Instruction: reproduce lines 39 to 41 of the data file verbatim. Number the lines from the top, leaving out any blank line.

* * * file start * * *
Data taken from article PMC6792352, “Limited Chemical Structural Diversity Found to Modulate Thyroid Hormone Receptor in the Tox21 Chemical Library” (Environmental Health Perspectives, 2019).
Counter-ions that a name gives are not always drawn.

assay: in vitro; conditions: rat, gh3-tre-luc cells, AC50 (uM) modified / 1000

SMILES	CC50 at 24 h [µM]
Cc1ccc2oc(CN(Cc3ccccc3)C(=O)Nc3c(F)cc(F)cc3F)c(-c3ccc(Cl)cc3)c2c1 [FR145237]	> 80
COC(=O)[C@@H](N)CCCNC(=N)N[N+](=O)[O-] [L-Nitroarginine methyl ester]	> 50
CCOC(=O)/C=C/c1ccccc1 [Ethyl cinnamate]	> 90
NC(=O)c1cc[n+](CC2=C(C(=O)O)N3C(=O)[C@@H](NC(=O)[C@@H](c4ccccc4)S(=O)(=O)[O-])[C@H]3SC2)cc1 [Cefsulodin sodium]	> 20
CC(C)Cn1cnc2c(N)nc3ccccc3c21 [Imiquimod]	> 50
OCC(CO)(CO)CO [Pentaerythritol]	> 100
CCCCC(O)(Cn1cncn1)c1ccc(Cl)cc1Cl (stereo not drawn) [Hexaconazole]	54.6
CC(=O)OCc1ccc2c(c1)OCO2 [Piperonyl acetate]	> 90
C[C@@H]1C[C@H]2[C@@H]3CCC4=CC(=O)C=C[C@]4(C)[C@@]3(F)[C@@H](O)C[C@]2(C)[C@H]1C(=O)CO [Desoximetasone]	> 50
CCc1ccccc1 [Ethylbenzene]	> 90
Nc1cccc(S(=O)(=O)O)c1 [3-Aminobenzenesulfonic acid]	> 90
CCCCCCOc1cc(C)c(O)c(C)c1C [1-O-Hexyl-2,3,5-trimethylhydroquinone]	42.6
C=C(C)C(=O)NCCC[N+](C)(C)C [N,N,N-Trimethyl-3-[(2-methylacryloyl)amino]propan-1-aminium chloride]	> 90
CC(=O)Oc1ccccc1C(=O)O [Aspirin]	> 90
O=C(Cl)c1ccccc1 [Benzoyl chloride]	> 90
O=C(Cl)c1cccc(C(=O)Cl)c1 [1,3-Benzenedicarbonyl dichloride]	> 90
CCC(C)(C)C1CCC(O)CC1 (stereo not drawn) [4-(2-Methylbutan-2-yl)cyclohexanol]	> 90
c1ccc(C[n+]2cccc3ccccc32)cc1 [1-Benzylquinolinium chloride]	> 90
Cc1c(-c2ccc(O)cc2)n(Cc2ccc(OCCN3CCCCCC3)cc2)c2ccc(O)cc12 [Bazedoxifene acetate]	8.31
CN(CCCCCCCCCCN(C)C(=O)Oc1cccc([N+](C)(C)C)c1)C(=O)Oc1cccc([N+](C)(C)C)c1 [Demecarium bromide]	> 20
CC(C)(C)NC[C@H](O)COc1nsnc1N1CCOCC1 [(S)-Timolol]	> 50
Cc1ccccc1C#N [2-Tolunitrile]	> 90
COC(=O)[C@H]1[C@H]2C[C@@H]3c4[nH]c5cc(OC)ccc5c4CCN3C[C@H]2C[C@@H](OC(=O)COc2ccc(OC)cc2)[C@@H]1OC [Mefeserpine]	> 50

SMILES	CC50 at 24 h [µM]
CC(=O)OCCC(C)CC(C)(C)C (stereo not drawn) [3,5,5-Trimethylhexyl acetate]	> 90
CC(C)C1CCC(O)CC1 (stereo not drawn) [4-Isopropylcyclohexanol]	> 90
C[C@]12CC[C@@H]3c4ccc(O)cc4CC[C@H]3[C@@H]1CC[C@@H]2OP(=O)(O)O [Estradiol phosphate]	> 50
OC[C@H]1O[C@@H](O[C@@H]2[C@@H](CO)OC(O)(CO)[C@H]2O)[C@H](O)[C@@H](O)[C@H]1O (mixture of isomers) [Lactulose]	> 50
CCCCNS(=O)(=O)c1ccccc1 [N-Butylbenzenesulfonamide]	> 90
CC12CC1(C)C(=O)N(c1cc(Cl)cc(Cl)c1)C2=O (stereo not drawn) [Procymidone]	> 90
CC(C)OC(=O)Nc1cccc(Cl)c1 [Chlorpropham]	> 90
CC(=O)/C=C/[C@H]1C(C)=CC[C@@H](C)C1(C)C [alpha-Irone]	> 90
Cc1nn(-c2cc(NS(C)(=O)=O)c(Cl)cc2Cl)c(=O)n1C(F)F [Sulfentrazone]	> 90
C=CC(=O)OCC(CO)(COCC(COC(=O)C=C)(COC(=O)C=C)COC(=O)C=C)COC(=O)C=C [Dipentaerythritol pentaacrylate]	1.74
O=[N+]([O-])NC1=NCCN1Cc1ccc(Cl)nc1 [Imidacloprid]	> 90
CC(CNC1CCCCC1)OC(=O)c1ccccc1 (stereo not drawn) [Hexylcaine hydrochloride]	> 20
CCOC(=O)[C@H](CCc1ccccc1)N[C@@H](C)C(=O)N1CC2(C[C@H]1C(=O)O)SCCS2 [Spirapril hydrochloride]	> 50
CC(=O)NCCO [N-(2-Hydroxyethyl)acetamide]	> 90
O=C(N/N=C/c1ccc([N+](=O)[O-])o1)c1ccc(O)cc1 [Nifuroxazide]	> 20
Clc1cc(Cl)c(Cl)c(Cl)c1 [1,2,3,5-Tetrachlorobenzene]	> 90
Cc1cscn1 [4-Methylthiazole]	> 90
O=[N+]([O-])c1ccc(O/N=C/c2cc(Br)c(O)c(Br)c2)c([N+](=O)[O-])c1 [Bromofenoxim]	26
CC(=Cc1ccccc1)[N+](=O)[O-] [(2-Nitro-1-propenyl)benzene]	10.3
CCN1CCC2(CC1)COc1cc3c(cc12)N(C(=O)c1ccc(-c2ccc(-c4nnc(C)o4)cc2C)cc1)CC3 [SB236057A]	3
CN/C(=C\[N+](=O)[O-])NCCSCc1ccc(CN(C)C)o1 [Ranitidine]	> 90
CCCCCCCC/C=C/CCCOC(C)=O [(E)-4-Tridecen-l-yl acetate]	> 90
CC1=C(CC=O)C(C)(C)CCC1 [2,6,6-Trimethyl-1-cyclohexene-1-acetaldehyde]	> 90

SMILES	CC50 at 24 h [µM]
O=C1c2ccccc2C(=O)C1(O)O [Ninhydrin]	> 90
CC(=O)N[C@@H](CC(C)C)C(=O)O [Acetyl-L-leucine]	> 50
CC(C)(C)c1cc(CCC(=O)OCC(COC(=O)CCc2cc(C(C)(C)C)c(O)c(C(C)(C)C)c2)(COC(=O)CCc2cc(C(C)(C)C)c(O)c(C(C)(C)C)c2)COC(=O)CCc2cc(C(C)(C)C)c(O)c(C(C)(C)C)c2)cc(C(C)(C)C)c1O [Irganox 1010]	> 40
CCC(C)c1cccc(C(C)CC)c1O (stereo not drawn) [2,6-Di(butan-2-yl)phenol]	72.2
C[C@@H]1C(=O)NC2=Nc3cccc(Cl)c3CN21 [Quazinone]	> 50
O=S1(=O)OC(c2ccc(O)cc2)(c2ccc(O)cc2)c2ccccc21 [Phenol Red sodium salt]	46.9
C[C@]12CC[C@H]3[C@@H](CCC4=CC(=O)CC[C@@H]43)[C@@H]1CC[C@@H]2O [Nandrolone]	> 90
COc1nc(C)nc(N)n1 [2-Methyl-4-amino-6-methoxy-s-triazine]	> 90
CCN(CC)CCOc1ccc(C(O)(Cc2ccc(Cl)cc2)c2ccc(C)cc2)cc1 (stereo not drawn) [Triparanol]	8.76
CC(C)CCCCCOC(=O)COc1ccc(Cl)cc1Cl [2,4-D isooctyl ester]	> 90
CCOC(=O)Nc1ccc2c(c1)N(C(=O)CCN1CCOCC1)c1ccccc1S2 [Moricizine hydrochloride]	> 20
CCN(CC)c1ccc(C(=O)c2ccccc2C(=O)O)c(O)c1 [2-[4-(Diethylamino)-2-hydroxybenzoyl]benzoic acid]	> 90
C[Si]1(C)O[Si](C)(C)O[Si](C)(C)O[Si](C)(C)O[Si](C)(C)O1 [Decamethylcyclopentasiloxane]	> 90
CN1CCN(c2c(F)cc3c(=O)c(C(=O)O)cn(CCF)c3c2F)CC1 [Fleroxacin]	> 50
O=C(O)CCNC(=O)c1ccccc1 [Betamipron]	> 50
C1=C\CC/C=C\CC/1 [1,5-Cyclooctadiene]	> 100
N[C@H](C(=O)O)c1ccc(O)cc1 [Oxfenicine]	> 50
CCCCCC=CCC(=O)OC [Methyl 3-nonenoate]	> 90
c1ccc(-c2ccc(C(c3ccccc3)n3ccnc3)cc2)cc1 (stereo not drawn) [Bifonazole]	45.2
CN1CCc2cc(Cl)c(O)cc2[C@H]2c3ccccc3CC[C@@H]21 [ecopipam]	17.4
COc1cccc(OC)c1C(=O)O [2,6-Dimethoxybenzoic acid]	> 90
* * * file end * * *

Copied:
O=[N+]([O-])NC1=NCCN1Cc1ccc(Cl)nc1 [Imidacloprid]	> 90
CC(CNC1CCCCC1)OC(=O)c1ccccc1 (stereo not drawn) [Hexylcaine hydrochloride]	> 20
CCOC(=O)[C@H](CCc1ccccc1)N[C@@H](C)C(=O)N1CC2(C[C@H]1C(=O)O)SCCS2 [Spirapril hydrochloride]	> 50